NEW YORK (JTA) — For centuries, studying a page of the Talmud has come with a bevy of barriers to entry.
Written mostly in Aramaic, the Talmud in its most commonly printed form also lacks punctuation or vowels, let alone translation.
And that’s not to mention the Talmud’s size and cost: 37 full volumes, called tractates, that can take up an entire shelf of a library.
Helping students and readers crack these barriers and access what amounts to a library of Jewish law, ritual, folklore and moral guidance has been an ongoing endeavor. .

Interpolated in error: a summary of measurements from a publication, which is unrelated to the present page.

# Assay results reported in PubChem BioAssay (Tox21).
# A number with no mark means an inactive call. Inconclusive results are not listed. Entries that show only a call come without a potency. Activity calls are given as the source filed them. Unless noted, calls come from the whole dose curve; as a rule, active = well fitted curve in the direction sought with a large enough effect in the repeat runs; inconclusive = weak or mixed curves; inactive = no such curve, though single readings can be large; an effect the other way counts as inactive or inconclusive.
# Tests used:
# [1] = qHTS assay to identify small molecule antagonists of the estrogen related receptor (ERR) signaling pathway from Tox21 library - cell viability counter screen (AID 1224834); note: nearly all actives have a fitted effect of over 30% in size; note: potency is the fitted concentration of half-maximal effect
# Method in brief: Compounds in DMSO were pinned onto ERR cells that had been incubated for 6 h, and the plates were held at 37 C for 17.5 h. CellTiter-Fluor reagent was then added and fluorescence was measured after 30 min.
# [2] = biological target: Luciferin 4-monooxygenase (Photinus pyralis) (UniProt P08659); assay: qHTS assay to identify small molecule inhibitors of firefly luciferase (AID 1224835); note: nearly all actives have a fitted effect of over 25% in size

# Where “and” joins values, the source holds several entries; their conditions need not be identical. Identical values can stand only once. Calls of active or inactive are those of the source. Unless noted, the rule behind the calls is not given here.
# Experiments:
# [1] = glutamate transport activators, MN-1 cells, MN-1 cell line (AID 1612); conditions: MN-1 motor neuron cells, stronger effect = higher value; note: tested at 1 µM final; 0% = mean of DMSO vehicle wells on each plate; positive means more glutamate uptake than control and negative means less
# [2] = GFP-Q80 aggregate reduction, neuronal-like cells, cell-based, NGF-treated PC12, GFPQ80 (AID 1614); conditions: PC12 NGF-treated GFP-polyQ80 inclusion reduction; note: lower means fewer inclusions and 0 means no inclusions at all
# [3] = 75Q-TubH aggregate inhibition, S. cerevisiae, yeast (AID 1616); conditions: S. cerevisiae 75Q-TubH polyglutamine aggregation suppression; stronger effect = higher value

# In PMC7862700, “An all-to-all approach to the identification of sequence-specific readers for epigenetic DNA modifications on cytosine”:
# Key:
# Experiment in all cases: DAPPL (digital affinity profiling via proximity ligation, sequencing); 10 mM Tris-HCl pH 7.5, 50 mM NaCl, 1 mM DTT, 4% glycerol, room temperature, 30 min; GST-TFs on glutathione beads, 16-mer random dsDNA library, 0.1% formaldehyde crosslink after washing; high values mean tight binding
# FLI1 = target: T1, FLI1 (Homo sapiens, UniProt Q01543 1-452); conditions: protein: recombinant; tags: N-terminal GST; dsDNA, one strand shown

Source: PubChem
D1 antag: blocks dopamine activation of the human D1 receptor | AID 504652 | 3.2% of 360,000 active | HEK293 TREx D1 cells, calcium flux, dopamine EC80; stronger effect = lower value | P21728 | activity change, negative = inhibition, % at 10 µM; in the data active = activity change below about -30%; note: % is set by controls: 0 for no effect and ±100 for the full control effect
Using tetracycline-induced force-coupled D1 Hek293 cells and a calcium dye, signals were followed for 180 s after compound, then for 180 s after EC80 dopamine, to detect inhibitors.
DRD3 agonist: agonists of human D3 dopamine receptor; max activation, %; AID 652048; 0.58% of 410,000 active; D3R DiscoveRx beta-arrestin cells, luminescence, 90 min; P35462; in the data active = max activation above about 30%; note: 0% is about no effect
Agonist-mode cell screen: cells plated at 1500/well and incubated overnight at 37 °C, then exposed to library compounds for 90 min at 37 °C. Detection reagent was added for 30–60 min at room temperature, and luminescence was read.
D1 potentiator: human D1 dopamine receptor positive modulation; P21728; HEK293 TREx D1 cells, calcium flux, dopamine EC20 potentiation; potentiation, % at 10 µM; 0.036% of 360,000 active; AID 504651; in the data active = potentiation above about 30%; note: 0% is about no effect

Sefaria, a website founded in 2012 that aims to put the seemingly infinite Jewish canon online for free, has published an acclaimed translation of the Talmud in English.
The Steinsaltz edition of the Talmud has been in print for decades, in both modern Hebrew and English translation, and parts of it already exist on the internet. But this is the first time it’s being put online in its entirety for free.
“Ninety percent of the world’s Jews speak Hebrew and English,” said Daniel Septimus, Sefaria’s executive director. “From an accessibility point of view, it’s a game changer.”